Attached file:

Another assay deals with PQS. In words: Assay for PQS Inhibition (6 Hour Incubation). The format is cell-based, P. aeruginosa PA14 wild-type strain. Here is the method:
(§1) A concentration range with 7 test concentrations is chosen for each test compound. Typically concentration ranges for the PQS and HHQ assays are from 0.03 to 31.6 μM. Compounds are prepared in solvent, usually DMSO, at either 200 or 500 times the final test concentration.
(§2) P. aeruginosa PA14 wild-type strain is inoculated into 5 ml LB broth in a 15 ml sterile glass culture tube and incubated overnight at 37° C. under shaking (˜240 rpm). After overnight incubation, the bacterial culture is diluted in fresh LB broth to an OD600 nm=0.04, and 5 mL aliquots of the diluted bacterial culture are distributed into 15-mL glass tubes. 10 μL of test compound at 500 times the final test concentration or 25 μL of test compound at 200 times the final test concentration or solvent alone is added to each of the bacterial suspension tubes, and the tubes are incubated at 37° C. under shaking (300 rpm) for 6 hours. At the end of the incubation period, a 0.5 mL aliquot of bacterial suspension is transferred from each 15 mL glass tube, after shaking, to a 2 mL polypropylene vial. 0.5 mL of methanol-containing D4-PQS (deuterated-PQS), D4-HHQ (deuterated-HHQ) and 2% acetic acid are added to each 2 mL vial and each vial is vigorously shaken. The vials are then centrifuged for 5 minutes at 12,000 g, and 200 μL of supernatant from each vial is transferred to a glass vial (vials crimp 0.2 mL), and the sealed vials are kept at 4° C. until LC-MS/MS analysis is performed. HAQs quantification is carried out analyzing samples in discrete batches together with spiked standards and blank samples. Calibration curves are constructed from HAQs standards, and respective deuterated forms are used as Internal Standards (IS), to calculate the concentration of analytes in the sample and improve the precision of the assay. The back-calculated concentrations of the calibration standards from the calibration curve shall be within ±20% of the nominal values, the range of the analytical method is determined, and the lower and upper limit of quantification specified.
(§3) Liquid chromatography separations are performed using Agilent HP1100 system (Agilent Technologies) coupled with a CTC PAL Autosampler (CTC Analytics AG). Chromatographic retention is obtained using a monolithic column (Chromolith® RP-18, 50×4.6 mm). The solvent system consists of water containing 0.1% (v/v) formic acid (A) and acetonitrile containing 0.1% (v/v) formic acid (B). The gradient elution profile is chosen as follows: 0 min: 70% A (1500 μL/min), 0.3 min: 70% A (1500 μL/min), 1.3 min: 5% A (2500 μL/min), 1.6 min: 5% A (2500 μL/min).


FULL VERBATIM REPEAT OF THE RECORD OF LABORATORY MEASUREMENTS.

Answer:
Another assay deals with PQS. In words: Assay for PQS Inhibition (6 Hour Incubation). The format is cell-based, P. aeruginosa PA14 wild-type strain. Here is the method:
(§1) A concentration range with 7 test concentrations is chosen for each test compound. Typically concentration ranges for the PQS and HHQ assays are from 0.03 to 31.6 μM. Compounds are prepared in solvent, usually DMSO, at either 200 or 500 times the final test concentration.
(§2) P. aeruginosa PA14 wild-type strain is inoculated into 5 ml LB broth in a 15 ml sterile glass culture tube and incubated overnight at 37° C. under shaking (˜240 rpm). After overnight incubation, the bacterial culture is diluted in fresh LB broth to an OD600 nm=0.04, and 5 mL aliquots of the diluted bacterial culture are distributed into 15-mL glass tubes. 10 μL of test compound at 500 times the final test concentration or 25 μL of test compound at 200 times the final test concentration or solvent alone is added to each of the bacterial suspension tubes, and the tubes are incubated at 37° C. under shaking (300 rpm) for 6 hours. At the end of the incubation period, a 0.5 mL aliquot of bacterial suspension is transferred from each 15 mL glass tube, after shaking, to a 2 mL polypropylene vial. 0.5 mL of methanol-containing D4-PQS (deuterated-PQS), D4-HHQ (deuterated-HHQ) and 2% acetic acid are added to each 2 mL vial and each vial is vigorously shaken. The vials are then centrifuged for 5 minutes at 12,000 g, and 200 μL of supernatant from each vial is transferred to a glass vial (vials crimp 0.2 mL), and the sealed vials are kept at 4° C. until LC-MS/MS analysis is performed. HAQs quantification is carried out analyzing samples in discrete batches together with spiked standards and blank samples. Calibration curves are constructed from HAQs standards, and respective deuterated forms are used as Internal Standards (IS), to calculate the concentration of analytes in the sample and improve the precision of the assay. The back-calculated concentrations of the calibration standards from the calibration curve shall be within ±20% of the nominal values, the range of the analytical method is determined, and the lower and upper limit of quantification specified.
(§3) Liquid chromatography separations are performed using Agilent HP1100 system (Agilent Technologies) coupled with a CTC PAL Autosampler (CTC Analytics AG). Chromatographic retention is obtained using a monolithic column (Chromolith® RP-18, 50×4.6 mm). The solvent system consists of water containing 0.1% (v/v) formic acid (A) and acetonitrile containing 0.1% (v/v) formic acid (B). The gradient elution profile is chosen as follows: 0 min: 70% A (1500 μL/min), 0.3 min: 70% A (1500 μL/min), 1.3 min: 5% A (2500 μL/min), 1.6 min: 5% A (2500 μL/min).